Commercial Sexual Exploitation of Children in a World with HIV/AIDS
Stockholm, 28 August 1996
The commercial sexual exploitation of children continues to be one of the most pernicious forms of child abuse. It both denies the fundamental human rights of children and has devastating psycho-social and physical consequences for them. This exploitation increasingly threatens children's right to life - as children who are sexually exploited now face the risk of infection with the HIV virus, which causes AIDS.
Efforts to eradicate the sexual exploitation of children should involve all sectors of society, including government, law enforcement, the media, the business sector, religious groups, education and health sectors, non-governmental and inter-governmental organisations, families, communities and children themselves. The Convention on the Rights of the Child, which has now been ratified by over 180 governments, is the foundation on which these efforts must be built.
Such efforts should address the root causes of commercial sexual exploitation. These include, among other things, the demand for children, as evidenced in the behaviour of the exploiters; the greed and poverty that provide the economic incentives for such exploitation; and the social and cultural traditions that devalue children and women, making their sexual exploitation not only possible but widespread.
Among efforts to combat the commercial sexual exploitation of children and its consequences, including HIV/AIDS, it is essential to:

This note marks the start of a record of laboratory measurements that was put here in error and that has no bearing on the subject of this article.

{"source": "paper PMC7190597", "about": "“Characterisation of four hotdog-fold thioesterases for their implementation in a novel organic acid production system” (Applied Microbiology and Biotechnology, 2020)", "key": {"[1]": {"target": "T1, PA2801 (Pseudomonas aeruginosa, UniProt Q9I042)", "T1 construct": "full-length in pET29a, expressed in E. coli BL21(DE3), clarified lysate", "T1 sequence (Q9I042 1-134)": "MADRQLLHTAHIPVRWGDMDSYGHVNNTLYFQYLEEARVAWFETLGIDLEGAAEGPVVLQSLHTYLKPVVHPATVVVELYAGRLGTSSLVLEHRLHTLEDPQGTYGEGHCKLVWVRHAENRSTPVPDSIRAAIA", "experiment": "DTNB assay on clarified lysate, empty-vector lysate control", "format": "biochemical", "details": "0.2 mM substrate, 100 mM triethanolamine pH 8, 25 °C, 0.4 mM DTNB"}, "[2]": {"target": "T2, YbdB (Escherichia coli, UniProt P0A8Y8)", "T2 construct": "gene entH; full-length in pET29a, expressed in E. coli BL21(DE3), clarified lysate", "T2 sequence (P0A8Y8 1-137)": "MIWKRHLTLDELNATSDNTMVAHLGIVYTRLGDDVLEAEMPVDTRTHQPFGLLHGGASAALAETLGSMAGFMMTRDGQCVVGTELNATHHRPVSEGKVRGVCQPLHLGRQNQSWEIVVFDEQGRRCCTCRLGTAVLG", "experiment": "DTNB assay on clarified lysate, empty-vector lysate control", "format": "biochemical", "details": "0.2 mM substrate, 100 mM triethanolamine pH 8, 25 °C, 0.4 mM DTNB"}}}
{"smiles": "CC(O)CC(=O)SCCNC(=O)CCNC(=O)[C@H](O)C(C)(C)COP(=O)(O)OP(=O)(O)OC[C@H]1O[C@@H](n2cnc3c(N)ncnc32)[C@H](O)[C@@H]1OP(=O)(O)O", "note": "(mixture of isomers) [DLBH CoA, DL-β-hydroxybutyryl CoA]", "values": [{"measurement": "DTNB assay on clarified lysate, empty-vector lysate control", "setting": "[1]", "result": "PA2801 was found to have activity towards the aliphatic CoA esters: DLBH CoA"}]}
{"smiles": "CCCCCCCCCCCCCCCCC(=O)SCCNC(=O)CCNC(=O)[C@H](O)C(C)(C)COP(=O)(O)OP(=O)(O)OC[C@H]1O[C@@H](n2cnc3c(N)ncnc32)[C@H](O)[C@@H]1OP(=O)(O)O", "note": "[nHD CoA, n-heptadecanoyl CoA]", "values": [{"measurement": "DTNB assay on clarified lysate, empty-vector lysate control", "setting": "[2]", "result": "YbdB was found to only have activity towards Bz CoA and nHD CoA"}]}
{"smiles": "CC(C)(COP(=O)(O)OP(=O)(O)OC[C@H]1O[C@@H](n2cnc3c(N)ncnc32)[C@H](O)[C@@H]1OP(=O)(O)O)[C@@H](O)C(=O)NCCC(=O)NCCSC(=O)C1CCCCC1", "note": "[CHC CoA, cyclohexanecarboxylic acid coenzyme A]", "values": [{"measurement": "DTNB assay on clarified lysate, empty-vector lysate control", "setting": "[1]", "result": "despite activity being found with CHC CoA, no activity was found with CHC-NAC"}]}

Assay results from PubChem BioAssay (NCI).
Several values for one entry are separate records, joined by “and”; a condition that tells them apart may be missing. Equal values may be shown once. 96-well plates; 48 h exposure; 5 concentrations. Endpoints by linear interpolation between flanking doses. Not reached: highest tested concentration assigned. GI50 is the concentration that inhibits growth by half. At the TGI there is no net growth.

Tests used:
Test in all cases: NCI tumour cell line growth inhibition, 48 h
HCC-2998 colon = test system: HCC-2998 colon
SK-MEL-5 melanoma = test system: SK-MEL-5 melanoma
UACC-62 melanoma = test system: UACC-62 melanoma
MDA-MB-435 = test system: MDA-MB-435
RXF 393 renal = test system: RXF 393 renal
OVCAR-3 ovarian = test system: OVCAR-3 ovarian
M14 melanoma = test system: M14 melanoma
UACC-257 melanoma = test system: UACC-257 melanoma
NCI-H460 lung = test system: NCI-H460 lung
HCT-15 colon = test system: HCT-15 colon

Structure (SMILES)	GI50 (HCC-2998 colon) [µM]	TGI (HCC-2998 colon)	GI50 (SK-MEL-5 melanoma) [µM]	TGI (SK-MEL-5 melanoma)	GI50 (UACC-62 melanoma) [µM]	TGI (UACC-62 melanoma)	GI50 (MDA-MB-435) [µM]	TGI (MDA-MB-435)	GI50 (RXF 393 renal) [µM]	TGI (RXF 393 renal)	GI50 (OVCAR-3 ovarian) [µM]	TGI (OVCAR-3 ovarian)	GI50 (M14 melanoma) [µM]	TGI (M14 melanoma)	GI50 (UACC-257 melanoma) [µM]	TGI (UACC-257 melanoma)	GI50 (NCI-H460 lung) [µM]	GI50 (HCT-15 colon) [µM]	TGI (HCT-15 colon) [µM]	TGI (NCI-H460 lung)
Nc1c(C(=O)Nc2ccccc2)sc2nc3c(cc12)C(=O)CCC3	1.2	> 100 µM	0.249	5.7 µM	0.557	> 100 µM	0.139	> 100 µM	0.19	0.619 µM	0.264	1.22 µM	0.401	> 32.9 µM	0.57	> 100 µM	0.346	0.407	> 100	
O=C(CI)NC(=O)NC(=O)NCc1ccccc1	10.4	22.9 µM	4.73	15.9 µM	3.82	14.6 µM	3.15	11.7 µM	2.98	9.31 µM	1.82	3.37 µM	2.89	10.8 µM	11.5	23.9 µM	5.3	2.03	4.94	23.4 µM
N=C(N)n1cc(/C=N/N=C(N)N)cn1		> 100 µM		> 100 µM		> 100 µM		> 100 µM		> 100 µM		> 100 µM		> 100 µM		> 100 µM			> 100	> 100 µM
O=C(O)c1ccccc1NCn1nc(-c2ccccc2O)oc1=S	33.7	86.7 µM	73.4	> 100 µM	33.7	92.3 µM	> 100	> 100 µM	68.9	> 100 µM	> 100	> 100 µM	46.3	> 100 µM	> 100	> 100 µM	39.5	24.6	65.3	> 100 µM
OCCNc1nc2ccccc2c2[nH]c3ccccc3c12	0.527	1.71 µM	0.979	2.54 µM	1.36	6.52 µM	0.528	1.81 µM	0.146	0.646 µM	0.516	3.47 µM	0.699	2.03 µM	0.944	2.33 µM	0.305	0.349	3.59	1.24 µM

• remove children from situations of commercial sexual exploitation;
UNAIDS welcomes the Report of the Special Rapporteur on the Sale of Children, Child Prostitution and Child Pornography. All sexual exploitation and abuse, including that involved in the sale of children, their prostitution and their early marriages, increase the risk of infection by HIV. Efforts made to stop these practices should include HIV concerns. Sensitivity training regarding the HIV-related needs of victims should be given to police and to staff from legal, health and social service agencies. In particular, parents and the child victims themselves should receive counselling concerning such difficult issues as voluntary testing for HIV, and should receive support, if a child is found to be positive. Public information campaigns against child abuse and sexual exploitation, as well as education campaigns aimed at families, children and adolescents, should explain the risks of infection, means of protection, and services available, if infection does occur.
Statement by the Joint United Nations Programme on HIV/AIDS (UNAIDS)
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